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The New York Times’ Diana Henriques: Live Chat, May 11

Diana Henriques on PBS

Did you miss it?

Here’s a transcript of our LIVE chat with Diana Henriques which she put on her website. Or check out the Replay below.

Diana Henriques has worked at The New York Times for more than two decades. In her tenure as a financial investigative reporter, she led the paper’s coverage of the Bernard Madoff scandal and has now turned this mega fraud story from her beat into a book, The Wizard of Lies: Bernie Madoff and the Death of Trust.

Less than a month after Henriques’ book hits the shelves, she’ll join us for a chat at 2 p.m. EDT on May 11. Stop by this hourlong conversation and bring your questions to learn more about covering Madoff and how you can turn your reporting into a book project.

Here’s Henriques’ bio from The New York Times:

Diana Henriques joined The New York Times in 1989 after almost 20 years’ experience elsewhere—as a government reporter at several New Jersey newspapers and as a financial reporter for The Philadelphia Inquirer. Since then, she has largely specialized in investigative reporting on white-collar crime and market regulation. Henriques was a member of a reporting team that was named a Pulitzer finalist in 2003 for its coverage of the aftermath of the Enron scandal. Her series exposing the exploitation of American military personnel by financial service companies was a Pulitzer finalist in 2005. She was also a member of a team that won a 1999 Gerald Loeb Award for covering the near-collapse of Long Term Capital Management, a hedge fund whose troubles rocked the financial markets in 1998. She has explored the expansion of tax breaks and Congressional earmarks for religious nonprofits and helped monitor money market funds in the financial turmoil of late 2008. Henriques is also a regular lecturer at business journalism classes and workshops and, in 2003, was elected to the board of governors of the Society of American Business Editors and Writers (SABEW).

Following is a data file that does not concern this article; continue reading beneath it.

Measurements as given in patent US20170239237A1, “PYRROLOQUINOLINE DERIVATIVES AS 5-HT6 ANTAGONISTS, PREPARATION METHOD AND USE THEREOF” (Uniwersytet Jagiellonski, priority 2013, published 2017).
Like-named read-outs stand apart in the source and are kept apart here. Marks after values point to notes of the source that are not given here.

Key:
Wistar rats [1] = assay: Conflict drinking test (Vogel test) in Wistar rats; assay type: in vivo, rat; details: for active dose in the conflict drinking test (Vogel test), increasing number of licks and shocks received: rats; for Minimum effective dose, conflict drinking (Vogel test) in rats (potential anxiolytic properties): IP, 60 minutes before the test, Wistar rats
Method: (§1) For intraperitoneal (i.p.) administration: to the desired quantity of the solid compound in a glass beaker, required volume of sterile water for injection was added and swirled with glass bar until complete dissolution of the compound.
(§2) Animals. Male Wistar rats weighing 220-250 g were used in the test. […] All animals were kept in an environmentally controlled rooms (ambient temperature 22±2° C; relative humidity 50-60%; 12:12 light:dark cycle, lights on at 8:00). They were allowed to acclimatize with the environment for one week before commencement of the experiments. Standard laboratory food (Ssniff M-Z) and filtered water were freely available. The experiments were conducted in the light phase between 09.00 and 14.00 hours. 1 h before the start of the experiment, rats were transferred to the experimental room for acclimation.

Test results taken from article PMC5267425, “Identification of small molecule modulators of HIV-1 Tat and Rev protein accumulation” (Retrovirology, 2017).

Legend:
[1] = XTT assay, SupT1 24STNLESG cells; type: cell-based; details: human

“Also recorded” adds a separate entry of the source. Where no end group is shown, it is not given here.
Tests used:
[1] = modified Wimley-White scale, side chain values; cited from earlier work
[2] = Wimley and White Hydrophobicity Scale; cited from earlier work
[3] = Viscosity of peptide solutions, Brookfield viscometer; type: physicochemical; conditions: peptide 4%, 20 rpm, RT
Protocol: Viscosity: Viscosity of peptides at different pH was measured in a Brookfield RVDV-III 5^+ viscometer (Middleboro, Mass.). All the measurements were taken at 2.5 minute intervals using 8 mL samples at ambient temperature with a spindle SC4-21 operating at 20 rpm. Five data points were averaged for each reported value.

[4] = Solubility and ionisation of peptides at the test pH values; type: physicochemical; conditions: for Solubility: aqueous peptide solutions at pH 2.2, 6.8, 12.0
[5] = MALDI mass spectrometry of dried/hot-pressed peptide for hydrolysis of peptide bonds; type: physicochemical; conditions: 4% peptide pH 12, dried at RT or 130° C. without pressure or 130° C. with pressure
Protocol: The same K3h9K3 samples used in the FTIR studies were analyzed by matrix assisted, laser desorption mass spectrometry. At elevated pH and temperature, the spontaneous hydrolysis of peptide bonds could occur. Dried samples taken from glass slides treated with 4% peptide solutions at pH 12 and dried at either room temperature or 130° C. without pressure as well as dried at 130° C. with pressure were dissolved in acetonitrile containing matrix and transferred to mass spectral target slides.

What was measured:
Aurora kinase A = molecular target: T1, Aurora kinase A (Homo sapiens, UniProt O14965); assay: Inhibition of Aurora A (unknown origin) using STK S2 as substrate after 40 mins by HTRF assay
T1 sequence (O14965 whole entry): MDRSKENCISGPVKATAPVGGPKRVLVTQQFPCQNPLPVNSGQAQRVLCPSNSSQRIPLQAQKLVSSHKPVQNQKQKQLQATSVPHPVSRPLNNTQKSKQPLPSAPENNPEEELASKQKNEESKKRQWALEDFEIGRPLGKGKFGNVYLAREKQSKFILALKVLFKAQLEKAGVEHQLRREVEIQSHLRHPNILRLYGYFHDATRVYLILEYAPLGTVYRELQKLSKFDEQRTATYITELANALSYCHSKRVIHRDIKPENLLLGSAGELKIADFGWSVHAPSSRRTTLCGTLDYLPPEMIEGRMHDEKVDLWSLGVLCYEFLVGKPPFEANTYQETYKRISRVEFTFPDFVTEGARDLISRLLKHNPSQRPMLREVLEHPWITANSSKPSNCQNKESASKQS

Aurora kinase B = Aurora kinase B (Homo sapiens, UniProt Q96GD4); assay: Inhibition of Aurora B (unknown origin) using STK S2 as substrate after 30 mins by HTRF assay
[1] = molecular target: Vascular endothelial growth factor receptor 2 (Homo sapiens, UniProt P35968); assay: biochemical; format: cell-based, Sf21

About the Author

The Reynolds Center, created through generous grants from the Donald W. Reynolds Foundation of Las Vegas and operated by ASU’s Walter Cronkite School of Journalism and Mass Communication, is dedicated to improving the quality of business and economics coverage through training programs for business reporters and editors.

Comments (5)

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  1. Tex says:

    Here’s an idea for another book that should be written about a different scam. Read this and pass it on to everyone you know: http://texsquixtarblog.blogspot.com

  2. Anonymous says:

    I have something which you may be interested in on you can
    possibly put me intouch with an appropriate investigative reporter.

    Ken Barney, Sr.

  3. Ken, Send me a note and I’ll be happy to pass along what your name and email. … robin.phillips@businessjournalism.org Thanks.

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